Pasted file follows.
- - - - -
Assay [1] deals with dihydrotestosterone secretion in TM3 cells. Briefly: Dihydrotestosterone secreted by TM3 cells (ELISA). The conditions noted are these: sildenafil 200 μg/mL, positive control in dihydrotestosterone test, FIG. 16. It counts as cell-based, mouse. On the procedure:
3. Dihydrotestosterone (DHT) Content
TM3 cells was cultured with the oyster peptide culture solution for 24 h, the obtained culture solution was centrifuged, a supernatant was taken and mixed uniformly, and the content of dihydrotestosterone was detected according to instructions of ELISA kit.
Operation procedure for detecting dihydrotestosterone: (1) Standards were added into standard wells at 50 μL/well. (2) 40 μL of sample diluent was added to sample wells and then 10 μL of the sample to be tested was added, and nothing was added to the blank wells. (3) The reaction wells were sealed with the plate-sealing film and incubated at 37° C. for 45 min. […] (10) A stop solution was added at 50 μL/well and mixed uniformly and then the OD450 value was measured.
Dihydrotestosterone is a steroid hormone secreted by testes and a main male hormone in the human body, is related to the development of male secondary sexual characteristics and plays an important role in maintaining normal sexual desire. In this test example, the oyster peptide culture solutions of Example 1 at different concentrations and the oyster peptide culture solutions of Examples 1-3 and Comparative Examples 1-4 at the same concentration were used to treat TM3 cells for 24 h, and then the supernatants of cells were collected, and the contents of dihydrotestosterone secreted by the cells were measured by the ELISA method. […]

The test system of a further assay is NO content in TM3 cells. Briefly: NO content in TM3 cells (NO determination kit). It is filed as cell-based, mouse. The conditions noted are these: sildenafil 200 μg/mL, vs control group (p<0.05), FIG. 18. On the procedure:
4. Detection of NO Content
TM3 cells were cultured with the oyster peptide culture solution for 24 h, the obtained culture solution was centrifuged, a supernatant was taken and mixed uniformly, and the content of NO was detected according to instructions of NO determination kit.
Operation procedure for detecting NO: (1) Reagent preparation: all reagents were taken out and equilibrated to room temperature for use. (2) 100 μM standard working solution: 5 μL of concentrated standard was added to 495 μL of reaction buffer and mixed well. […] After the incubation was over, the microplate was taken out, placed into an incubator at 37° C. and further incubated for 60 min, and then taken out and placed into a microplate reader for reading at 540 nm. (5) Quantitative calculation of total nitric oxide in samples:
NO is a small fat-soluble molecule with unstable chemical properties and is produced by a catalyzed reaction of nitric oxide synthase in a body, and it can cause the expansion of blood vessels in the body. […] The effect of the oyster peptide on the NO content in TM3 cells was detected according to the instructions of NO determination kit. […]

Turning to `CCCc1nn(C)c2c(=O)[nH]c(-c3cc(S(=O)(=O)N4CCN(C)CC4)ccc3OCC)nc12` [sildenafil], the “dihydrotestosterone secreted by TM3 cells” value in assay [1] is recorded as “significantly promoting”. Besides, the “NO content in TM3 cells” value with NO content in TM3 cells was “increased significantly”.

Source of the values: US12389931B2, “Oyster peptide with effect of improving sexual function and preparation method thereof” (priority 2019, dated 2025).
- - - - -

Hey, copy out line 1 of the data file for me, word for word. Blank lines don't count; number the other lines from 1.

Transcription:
Assay [1] deals with dihydrotestosterone secretion in TM3 cells. Briefly: Dihydrotestosterone secreted by TM3 cells (ELISA). The conditions noted are these: sildenafil 200 μg/mL, positive control in dihydrotestosterone test, FIG. 16. It counts as cell-based, mouse. On the procedure: